Spotify answers artists' complaints with $500m in royalties
Music streaming service reveals key royalty details as it launches new features
Spotify has five million paying subscribers and has paid out $500m in royalties to musicians - a number that may surprise musicians complaining they don't earn enough from the music streaming site.
Spotify has grown steadily over the past four years, now claiming 20m active users - of which 20% are paying a monthly subscription fee. Of the total, 1m users are in the US, where Spotify expanded to last year.
While the service is winning listeners, musicians have consistently complained that they recieve little money when their music is played. One band highlighted the issue by revealing each song play earns less than a cent, and another complained that 10,000 streams earned a miserly $10.
We know that our fundamental model is sound. Now it’s just a perception problem
Now, Spotify's CEO Daniel Ek has said that half a billion dollars in royalties has been paid to labels over the past four years - with half of that in the past nine months. He claimed it takes 200 plays on Spotify to equal the profit from one download, according to the Financial Times.
Ek also revealed that Spotify pays 70% of its revenue to labels - a ratio on a par with Apple's digital content sales. However, he admitted such margins don't leave much for the company. Spotify is yet to post a profit; while its revenue has climbed, so have its licensing, staffing and other costs.
Ek acknowledged the "controversy" around the royalty split between labels and musicians. However, he suggested a bigger issue was simply delays to payments - it takes up to 18 months to receive Spotify royalties, meaning many artists haven't been paid yet.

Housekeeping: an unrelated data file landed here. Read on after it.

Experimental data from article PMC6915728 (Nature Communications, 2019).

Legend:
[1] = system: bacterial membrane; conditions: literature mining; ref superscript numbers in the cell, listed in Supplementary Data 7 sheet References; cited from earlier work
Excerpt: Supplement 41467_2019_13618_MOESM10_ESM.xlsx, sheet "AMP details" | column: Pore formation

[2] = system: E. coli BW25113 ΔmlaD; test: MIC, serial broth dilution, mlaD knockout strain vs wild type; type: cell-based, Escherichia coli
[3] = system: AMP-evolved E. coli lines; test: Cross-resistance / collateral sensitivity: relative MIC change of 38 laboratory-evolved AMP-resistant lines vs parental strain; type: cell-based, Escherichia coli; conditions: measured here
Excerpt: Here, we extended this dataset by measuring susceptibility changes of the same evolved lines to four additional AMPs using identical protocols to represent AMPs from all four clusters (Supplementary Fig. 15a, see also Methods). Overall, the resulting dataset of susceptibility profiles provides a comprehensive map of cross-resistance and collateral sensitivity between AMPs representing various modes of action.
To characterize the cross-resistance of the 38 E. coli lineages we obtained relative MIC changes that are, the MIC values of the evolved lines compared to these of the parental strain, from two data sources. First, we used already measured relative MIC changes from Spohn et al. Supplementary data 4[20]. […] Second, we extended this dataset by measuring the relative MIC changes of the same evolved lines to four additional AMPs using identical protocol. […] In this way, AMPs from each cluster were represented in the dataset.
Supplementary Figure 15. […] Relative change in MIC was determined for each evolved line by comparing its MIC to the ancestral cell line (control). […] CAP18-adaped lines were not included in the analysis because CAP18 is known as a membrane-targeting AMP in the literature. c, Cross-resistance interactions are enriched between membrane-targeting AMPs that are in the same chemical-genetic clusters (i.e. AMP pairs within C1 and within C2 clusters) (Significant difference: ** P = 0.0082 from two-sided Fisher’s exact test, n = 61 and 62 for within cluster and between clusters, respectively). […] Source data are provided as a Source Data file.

"We know that our fundamental model is sound," he told All Things Digital. "Now it’s just a perception problem. But more and more people are coming around."
Metallica signs up
One band that has come around and joined Spotify is Metallica, who famously sued digital music service Napster in 2000. At an event in New York, Metallica's drummer was joined on stage by Napster founder Sean Parker, now a Spotify board member and investor.
Speaking about the case against Napster, Lars Ulrich said his band was "maybe somewhat ignorant to what was going on in the real world", saying Metallica "got caught up in a lot of things that were going on in that moment," according to The Guardian.
"The control option had been taken away from us, and then it turned into as far as we were concerned a street fight," he said, adding of the reconciliation: "we felt that we had much more in common than we realised at that time."
Spotify also unveiled a new feature allowing users to "follow" friends and celebrities, and a system to make it easier to discover new music.
"Now on Spotify, you can follow all the people who turn you on to the music you care about," Spotify said in a blog post. "Find out what friends and artists are listening to in real time, and check out the music that matters to the trendsetters in your life."
The "Discover" tab alerts users to new releases from musicians they like, and makes suggestions of other bands that might appeal, based on music they listen to.